A matter that the Chatam Sofer does not address, according to the second answer of the Kesef Mishneh, is why we would not recite Havdalah in the Amidah of Ma’ariv on the second evening of the holiday, where we need to differentiate between the first and the second day. This should not be considered a contradiction, as we indeed do recite Havdalah when the first day of the holiday is Shabbat.

Rav Cohen alludes to this fact in the discussion that follows, when he cites Rabad (Temim De’im, siman 245, Glosses on Razeh – R. Zerachya b. Yitzhak HaLevi), who asks a question similar to that of the Kesef Mishneh, and provides, in his second answer, the rule that “after you have already sanctified it (asito kodesh), you may not subsequently make it mundane (chol).” However, after you have made it chol, we do not say that you may not subsequently make it kodesh, as kedushah always follows chol, similar to Shabbat and the weekdays.” [This only further strengthens our question on the Chatam Sofer, for Havdala precedes kedushat hayom in the Amidah.]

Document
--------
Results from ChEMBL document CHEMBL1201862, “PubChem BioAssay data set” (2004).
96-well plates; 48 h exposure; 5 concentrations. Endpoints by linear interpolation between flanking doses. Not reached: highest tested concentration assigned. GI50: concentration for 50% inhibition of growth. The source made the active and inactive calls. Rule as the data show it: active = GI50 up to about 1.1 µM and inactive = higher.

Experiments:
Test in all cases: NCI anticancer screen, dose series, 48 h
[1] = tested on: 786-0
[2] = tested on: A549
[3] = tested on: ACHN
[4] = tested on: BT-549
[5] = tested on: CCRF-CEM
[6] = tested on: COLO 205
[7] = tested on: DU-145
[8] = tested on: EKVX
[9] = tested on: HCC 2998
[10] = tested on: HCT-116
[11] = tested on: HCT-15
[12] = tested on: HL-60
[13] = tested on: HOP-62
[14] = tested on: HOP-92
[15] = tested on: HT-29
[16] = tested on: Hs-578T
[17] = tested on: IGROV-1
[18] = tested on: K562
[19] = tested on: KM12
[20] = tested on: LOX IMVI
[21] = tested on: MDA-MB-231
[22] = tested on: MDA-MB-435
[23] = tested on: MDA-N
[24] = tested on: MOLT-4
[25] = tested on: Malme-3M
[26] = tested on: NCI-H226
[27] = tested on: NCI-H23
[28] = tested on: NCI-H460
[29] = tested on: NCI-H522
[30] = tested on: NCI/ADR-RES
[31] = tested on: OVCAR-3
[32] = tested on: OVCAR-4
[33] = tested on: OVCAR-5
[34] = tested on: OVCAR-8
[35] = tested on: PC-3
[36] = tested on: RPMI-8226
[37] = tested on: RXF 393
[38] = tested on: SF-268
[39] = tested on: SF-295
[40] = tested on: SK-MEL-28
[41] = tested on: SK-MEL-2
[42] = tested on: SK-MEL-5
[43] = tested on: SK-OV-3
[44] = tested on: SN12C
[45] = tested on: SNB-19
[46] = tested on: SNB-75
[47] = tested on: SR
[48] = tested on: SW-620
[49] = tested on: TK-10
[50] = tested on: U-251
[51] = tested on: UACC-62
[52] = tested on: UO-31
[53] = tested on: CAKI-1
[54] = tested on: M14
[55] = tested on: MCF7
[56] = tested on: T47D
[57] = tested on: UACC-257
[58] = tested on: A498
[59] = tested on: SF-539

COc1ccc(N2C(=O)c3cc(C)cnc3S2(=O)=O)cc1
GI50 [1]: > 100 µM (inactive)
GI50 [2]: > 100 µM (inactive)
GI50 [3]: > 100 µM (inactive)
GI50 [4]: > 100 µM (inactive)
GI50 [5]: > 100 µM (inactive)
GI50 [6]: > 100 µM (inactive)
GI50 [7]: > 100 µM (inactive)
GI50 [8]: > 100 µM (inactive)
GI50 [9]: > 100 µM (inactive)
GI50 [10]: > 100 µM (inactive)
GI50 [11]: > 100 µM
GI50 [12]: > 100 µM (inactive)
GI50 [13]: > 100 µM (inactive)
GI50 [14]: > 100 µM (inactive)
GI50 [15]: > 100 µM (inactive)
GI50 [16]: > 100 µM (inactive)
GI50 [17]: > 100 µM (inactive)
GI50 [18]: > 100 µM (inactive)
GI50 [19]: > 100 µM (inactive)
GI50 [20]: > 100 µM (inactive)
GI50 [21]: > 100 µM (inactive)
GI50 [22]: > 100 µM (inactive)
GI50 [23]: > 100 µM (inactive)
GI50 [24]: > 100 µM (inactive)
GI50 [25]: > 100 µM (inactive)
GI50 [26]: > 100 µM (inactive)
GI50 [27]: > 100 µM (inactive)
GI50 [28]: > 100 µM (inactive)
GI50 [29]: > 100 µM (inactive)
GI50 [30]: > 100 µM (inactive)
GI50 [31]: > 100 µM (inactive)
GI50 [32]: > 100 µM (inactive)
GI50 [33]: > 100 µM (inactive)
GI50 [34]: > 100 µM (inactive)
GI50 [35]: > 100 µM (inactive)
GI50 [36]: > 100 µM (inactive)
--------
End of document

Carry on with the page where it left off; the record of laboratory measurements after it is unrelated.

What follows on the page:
Rav Cohen cites the Sha’ar Yissachar (Ma’amar Zeman Cherutenu) regarding the second day of Passover (also found in his Nimukei Orach Chayyim 489:1), who elaborates and explains Rabad’s view as follows: “All is fine and well when our discussion concerns the Kiddush on Shemini Atzeret, when he recites ‘mekaddesh Yisrael veha’zemanim – who has sanctified Israel and the festivals’; namely, where he thus sanctified the festival, he shall not subsequently make it chol [by reverting to the last day of Sukkot, Hoshana Rabbah] to now bless ‘leishev basukkah’ – which manifests that it is still chol hamoed.

“However, regarding sefirat ha’omer, after he has ‘made it chol,’ i.e., he has blessed and counted sefirat ha’omer, which signifies that it is already the 16th of the month [of Nissan, which is chol hamoed], he may now sanctify [the day] by praying the Ma’ariv prayer, as he did the previous evening [because of our custom of sefeika deyoma].”